As the panic over the outbreak of the Ebola virus disease spreads across the country, some residents of the Federal Capital Territory (FCT) have stressed the need for the striking medical doctors to immediately call off their nationwide strike action and return to work, in the interest of the suffering people.
This is coming as the the nationwide doctors’ strike continues to take its toll on healthcare services in public hospitals in the FCT and the country as a whole.
They were of the view that in the wake of the raging crisis due to the outbreak of the deadly Ebola virus disease in the country, the doctors ought not to be persuaded to suspend their industrial action, to help tackle the scourge.
Also, residents called on the government to expedite action on containing the scourge before the epidemic spread like wild fire in the country especially rural areas.
It would be recalled that despite growing public outcry, the doctors have vowed that the strike will still continue because they have not gotten anything tangible from the government. According to them, there have been several meetings to reconcile and come to a midway but till date, government has not done anything concerning our requests.
As a result, only nurses and other auxiliary workers are now attending to patients at the various general hospitals and other public clinics.
A resident, in Utako District, Abba Umaru, urged the striking doctors should resume work, so as to prove those who are accusing them of sabotage and insensitivity to the real issues affecting the poor masses.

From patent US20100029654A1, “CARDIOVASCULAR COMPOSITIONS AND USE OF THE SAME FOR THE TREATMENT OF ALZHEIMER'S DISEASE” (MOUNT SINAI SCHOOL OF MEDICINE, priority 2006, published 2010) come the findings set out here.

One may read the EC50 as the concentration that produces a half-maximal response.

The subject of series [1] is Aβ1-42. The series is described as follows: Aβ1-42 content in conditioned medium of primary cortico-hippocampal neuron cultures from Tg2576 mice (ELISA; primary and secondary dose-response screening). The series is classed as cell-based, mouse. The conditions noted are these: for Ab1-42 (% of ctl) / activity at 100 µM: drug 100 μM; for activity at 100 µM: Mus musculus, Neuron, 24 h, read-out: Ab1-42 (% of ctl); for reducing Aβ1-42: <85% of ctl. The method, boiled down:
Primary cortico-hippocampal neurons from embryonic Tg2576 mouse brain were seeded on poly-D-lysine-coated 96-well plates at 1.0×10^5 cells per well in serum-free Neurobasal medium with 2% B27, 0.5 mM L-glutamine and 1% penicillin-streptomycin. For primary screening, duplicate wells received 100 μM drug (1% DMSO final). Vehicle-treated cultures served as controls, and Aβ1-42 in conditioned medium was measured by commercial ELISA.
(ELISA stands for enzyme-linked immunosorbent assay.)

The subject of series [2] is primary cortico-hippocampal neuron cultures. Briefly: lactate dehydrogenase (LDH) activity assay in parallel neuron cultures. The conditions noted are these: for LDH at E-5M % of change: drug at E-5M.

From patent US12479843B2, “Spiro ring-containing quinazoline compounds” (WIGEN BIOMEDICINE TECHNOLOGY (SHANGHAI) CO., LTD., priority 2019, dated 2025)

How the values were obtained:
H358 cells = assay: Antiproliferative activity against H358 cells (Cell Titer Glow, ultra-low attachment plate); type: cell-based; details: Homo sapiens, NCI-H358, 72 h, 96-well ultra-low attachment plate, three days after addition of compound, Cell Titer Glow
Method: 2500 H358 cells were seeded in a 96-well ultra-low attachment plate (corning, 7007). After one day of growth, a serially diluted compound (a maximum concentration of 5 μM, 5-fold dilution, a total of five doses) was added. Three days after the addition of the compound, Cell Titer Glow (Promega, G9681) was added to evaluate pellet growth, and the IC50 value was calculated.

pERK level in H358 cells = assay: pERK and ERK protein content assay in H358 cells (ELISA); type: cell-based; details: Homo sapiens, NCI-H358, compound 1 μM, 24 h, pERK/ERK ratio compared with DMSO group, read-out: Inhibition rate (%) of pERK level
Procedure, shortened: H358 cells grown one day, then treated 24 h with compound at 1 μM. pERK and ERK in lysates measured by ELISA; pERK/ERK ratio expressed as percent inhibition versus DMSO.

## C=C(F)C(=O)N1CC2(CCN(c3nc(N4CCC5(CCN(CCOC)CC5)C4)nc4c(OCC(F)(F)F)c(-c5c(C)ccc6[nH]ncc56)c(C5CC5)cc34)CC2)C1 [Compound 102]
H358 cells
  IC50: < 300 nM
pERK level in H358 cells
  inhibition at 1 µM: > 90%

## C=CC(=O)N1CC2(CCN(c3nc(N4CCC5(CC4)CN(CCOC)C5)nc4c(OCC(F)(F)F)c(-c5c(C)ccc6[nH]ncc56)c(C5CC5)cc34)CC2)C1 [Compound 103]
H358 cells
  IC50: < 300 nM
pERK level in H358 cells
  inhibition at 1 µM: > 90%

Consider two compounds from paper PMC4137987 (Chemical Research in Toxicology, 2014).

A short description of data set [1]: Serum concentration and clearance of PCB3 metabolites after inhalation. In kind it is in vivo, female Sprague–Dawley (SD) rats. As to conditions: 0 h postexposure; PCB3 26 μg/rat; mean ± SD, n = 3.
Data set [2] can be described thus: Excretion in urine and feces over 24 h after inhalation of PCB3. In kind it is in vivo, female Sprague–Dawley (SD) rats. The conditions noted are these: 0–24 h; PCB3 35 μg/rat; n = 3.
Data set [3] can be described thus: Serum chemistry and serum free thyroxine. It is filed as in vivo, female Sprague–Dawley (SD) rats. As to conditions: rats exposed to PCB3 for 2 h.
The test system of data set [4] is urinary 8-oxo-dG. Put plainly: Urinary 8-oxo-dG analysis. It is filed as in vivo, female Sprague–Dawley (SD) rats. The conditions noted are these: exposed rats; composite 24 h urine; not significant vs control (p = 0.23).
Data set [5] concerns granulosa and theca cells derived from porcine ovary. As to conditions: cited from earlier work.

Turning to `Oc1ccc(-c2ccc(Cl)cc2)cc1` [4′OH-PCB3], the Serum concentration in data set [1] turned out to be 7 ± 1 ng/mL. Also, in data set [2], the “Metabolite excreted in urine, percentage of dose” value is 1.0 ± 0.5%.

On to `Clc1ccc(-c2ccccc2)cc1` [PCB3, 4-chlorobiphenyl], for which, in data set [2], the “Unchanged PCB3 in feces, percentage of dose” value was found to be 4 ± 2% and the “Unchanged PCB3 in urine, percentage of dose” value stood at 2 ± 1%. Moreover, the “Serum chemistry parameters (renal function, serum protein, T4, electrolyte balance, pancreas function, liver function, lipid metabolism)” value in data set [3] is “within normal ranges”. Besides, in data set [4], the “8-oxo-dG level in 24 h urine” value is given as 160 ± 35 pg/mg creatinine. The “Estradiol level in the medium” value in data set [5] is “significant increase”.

He therefore, said it is a work up call for both the doctors and the government to work together, in order to explore ways of developing vaccines against deadly diseases causing panic among the people.
Another resident, Akudo Ibeh, in Wuse, who decried that the plight of the people has been compounded, since the doctors withdrew their services from the public hospitals, said they many are now Describing the situation as unfortunate, she said the aggrieved doctors can’t claim ignorance of the fact that on a daily basis many people are dying because of their absence in public hospitals across the Territory and the country at large.
“They (doctors) know that many of our people cannot meet the expense of the outrageous charges by private hospitals, no thanks to the harsh economic realities they are faced with in the society’’, Ibrahim said.
Similarly, one Amina Musa, who condemned the lingering strike, expressed concern over the quality and capacity of the few private medical facilities, where most of the striking doctors have taken their services to.
She said that stakeholders should concern when people are left with no other option than to rely on private clinics, most of which operated under poor conditions, with patients only patronising them for consultation services..
She said despite their substandard services, they charged exorbitant fees for their services, some of which are free at the public hospitals.
On his part, a discharged patient, Mallam Ali Abu, who was accosted coming out of a private hospital in Gwarinpa Estate, however said he was shocked and sadden to discover that despite the influx of patients into the clinic their charges remained the same.
“I had expected the fees for medical services at the private clinics to be a bit lower than what it was prior to the doctors strike, but to my surprise, they have remained the same,” he said.
Peoples Daily reports that Ebola, one of the deadliest viruses on Earth claimed its first Nigerian victim, a nurse, who among those that treated Patrick Sawyer, a Liberian, who died of the disease in Lagos, recently.
According to experts, the dreaded disease with 90% of fatality is highly contagious, as it spreads through contact with bodily fluids like blood, sweat and vomit.
Some concerned observers have also opined that with heightened threat of Ebola virus, and the doctors bent on trading blames with the government over the protracted strike is more than ever truncating healthcare services in many in Abuja and the nation at large.